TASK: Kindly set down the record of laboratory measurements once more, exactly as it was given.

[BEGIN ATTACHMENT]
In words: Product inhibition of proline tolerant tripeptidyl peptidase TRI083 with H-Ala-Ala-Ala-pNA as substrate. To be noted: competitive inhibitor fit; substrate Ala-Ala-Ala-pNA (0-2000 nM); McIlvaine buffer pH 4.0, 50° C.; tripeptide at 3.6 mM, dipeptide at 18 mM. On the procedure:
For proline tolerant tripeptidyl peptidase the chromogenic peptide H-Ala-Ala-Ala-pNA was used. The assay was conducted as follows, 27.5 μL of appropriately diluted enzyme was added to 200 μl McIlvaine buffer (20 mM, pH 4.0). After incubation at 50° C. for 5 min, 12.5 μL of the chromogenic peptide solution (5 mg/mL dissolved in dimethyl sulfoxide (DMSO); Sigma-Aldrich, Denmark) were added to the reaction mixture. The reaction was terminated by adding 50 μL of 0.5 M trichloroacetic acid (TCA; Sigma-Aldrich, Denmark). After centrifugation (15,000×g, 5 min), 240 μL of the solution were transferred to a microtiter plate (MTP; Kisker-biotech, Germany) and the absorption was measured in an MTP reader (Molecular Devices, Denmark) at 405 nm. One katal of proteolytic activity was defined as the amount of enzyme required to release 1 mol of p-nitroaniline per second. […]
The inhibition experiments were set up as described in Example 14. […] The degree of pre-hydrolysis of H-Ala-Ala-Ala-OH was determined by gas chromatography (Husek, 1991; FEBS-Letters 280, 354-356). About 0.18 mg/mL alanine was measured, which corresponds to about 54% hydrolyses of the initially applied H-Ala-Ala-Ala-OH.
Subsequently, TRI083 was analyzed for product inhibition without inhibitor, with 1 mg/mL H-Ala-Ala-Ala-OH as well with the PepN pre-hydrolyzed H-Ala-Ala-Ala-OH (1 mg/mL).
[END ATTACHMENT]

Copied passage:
In words: Product inhibition of proline tolerant tripeptidyl peptidase TRI083 with H-Ala-Ala-Ala-pNA as substrate. To be noted: competitive inhibitor fit; substrate Ala-Ala-Ala-pNA (0-2000 nM); McIlvaine buffer pH 4.0, 50° C.; tripeptide at 3.6 mM, dipeptide at 18 mM. On the procedure:
For proline tolerant tripeptidyl peptidase the chromogenic peptide H-Ala-Ala-Ala-pNA was used. The assay was conducted as follows, 27.5 μL of appropriately diluted enzyme was added to 200 μl McIlvaine buffer (20 mM, pH 4.0). After incubation at 50° C. for 5 min, 12.5 μL of the chromogenic peptide solution (5 mg/mL dissolved in dimethyl sulfoxide (DMSO); Sigma-Aldrich, Denmark) were added to the reaction mixture. The reaction was terminated by adding 50 μL of 0.5 M trichloroacetic acid (TCA; Sigma-Aldrich, Denmark). After centrifugation (15,000×g, 5 min), 240 μL of the solution were transferred to a microtiter plate (MTP; Kisker-biotech, Germany) and the absorption was measured in an MTP reader (Molecular Devices, Denmark) at 405 nm. One katal of proteolytic activity was defined as the amount of enzyme required to release 1 mol of p-nitroaniline per second. […]
The inhibition experiments were set up as described in Example 14. […] The degree of pre-hydrolysis of H-Ala-Ala-Ala-OH was determined by gas chromatography (Husek, 1991; FEBS-Letters 280, 354-356). About 0.18 mg/mL alanine was measured, which corresponds to about 54% hydrolyses of the initially applied H-Ala-Ala-Ala-OH.
Subsequently, TRI083 was analyzed for product inhibition without inhibitor, with 1 mg/mL H-Ala-Ala-Ala-OH as well with the PepN pre-hydrolyzed H-Ala-Ala-Ala-OH (1 mg/mL).